A multitude of strategies and recommendations were put forward by the lawyers. One of the main suggestions was to enhance cooperation with relevant national authorities. An open roundtable discussion on the  issue of prolonged pre-trial detention in Rwanda with judges, prison officials, Supreme Court personnel, national prosecution authorities and law clerks, was sought to ensure that the accused have increased access to legal counsel. Experience shows that when all actors of the justice system are aware of the problems pertaining to pre-trial detention and greater cooperation among authorities and lawyers is promoted, a major step is taken in solving this issue.

IBJ lawyers were also advised to monitor and document cases dealing with prolonged pre-trial detention and use it as an advocacy tool. Lawyers were encouraged to consider how the cases of illegal detentions they handle can be leveraged as opportunities to establish the right to a speedy trial for all arrestees across the country. Regarding early access to counsel, lawyers suggested an early intervention mechanism through the deployment of lawyers to police stations and prosecution offices to assist people as soon as arrest is effective.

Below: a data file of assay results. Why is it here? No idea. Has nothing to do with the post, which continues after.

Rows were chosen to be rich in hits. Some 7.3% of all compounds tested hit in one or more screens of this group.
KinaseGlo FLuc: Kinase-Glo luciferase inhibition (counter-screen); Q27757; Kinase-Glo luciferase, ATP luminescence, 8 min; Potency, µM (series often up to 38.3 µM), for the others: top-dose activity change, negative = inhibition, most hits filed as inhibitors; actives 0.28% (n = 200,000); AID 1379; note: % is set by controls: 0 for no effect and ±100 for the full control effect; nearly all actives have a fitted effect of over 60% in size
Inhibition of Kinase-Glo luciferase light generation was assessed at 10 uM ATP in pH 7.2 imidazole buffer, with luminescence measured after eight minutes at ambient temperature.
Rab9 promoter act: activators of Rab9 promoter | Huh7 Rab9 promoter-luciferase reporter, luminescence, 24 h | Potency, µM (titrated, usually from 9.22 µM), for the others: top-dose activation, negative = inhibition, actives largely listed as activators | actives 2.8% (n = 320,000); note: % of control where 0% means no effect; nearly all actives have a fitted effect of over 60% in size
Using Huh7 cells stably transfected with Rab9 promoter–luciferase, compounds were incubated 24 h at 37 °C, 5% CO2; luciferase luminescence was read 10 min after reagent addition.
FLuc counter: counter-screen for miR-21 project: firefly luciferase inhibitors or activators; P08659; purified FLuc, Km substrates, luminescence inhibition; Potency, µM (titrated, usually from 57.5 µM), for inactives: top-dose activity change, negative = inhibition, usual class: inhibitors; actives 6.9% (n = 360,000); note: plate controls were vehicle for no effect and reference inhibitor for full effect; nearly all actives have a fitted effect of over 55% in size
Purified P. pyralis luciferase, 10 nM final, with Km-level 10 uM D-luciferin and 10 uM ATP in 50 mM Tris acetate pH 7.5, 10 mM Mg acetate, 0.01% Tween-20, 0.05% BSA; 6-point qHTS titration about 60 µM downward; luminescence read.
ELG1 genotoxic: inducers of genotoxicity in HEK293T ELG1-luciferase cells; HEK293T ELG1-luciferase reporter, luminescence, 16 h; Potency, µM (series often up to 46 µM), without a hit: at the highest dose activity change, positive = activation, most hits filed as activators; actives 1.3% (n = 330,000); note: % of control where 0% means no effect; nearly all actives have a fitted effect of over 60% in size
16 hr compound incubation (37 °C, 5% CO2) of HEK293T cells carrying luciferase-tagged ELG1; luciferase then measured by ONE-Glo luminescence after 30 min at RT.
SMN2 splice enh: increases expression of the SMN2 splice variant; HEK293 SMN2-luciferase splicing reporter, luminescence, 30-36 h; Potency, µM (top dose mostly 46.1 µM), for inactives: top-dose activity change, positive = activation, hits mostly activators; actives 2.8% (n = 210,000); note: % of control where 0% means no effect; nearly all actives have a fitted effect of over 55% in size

Lawyers voiced particular concerns over juveniles’ access to legal representation and delays in juvenile cases. The Ministry of Justice (MoJ) recently signed a Memorandum of Understanding with the Kigali Bar Association (KBA) to appoint two lawyers to the Intermediary courts. Lawyers requested IBJ’s increased intervention to support the MoJ and KBA and continue promoting the growing culture of legal aid in Rwanda.

Above: Studious atmosphere prevails at IBJ’s third Criminal Defense Task Force Meeting at the CDRC in Kigali (Photo by Hadijah Batamuriza).

Above: IBJ Rwanda Fellow John Bosco Bugingo reasserts the need for lawyers’ continuous involvement to secure legal aid for all in Rwanda (Photo by Hadijah Batamuriza).

Above: Members of the Task Force expressed a strong appreciation for IBJ’s English/French French/English Glossary of Legal Terms (Photo by John Bosco Bugingo).

IBJ’s Glossary Creates Sensation at EALS Conference